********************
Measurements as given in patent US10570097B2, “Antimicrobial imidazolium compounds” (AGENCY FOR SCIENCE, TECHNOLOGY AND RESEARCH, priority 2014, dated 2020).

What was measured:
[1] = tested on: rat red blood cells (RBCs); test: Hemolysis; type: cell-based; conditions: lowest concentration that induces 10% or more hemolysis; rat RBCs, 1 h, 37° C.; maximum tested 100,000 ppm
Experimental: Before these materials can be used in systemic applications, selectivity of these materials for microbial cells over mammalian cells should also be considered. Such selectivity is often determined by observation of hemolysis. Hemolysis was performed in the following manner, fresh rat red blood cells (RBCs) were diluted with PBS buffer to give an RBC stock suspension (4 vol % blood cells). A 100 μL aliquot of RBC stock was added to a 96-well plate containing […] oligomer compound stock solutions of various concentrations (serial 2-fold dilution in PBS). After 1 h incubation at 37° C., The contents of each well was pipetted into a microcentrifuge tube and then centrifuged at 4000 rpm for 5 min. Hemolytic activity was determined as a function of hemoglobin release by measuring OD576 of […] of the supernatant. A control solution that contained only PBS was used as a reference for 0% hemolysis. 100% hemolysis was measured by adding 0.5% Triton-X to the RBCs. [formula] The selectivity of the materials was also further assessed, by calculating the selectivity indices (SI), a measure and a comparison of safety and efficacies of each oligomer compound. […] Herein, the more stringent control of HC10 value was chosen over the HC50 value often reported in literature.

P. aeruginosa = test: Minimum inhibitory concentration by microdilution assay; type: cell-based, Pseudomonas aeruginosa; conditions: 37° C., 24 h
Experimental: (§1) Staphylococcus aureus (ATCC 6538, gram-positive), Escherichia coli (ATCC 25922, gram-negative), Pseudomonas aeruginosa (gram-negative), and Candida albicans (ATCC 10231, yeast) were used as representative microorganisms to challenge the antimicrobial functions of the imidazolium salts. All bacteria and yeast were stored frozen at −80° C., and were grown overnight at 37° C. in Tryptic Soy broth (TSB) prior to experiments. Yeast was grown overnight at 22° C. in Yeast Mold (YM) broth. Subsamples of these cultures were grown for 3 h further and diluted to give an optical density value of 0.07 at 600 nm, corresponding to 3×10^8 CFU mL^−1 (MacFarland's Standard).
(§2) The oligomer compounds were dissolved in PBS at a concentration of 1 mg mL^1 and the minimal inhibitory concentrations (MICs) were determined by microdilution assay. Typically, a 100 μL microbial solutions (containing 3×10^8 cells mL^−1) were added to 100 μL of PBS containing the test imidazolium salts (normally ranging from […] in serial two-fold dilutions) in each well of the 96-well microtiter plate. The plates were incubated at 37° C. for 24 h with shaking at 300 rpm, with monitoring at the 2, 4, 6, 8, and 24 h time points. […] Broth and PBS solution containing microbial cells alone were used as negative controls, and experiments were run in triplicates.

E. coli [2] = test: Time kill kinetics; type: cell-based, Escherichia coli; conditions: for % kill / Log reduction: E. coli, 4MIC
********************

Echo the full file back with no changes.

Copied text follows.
Measurements as given in patent US10570097B2, “Antimicrobial imidazolium compounds” (AGENCY FOR SCIENCE, TECHNOLOGY AND RESEARCH, priority 2014, dated 2020).

What was measured:
[1] = tested on: rat red blood cells (RBCs); test: Hemolysis; type: cell-based; conditions: lowest concentration that induces 10% or more hemolysis; rat RBCs, 1 h, 37° C.; maximum tested 100,000 ppm
Experimental: Before these materials can be used in systemic applications, selectivity of these materials for microbial cells over mammalian cells should also be considered. Such selectivity is often determined by observation of hemolysis. Hemolysis was performed in the following manner, fresh rat red blood cells (RBCs) were diluted with PBS buffer to give an RBC stock suspension (4 vol % blood cells). A 100 μL aliquot of RBC stock was added to a 96-well plate containing […] oligomer compound stock solutions of various concentrations (serial 2-fold dilution in PBS). After 1 h incubation at 37° C., The contents of each well was pipetted into a microcentrifuge tube and then centrifuged at 4000 rpm for 5 min. Hemolytic activity was determined as a function of hemoglobin release by measuring OD576 of […] of the supernatant. A control solution that contained only PBS was used as a reference for 0% hemolysis. 100% hemolysis was measured by adding 0.5% Triton-X to the RBCs. [formula] The selectivity of the materials was also further assessed, by calculating the selectivity indices (SI), a measure and a comparison of safety and efficacies of each oligomer compound. […] Herein, the more stringent control of HC10 value was chosen over the HC50 value often reported in literature.

P. aeruginosa = test: Minimum inhibitory concentration by microdilution assay; type: cell-based, Pseudomonas aeruginosa; conditions: 37° C., 24 h
Experimental: (§1) Staphylococcus aureus (ATCC 6538, gram-positive), Escherichia coli (ATCC 25922, gram-negative), Pseudomonas aeruginosa (gram-negative), and Candida albicans (ATCC 10231, yeast) were used as representative microorganisms to challenge the antimicrobial functions of the imidazolium salts. All bacteria and yeast were stored frozen at −80° C., and were grown overnight at 37° C. in Tryptic Soy broth (TSB) prior to experiments. Yeast was grown overnight at 22° C. in Yeast Mold (YM) broth. Subsamples of these cultures were grown for 3 h further and diluted to give an optical density value of 0.07 at 600 nm, corresponding to 3×10^8 CFU mL^−1 (MacFarland's Standard).
(§2) The oligomer compounds were dissolved in PBS at a concentration of 1 mg mL^1 and the minimal inhibitory concentrations (MICs) were determined by microdilution assay. Typically, a 100 μL microbial solutions (containing 3×10^8 cells mL^−1) were added to 100 μL of PBS containing the test imidazolium salts (normally ranging from […] in serial two-fold dilutions) in each well of the 96-well microtiter plate. The plates were incubated at 37° C. for 24 h with shaking at 300 rpm, with monitoring at the 2, 4, 6, 8, and 24 h time points. […] Broth and PBS solution containing microbial cells alone were used as negative controls, and experiments were run in triplicates.

E. coli [2] = test: Time kill kinetics; type: cell-based, Escherichia coli; conditions: for % kill / Log reduction: E. coli, 4MIC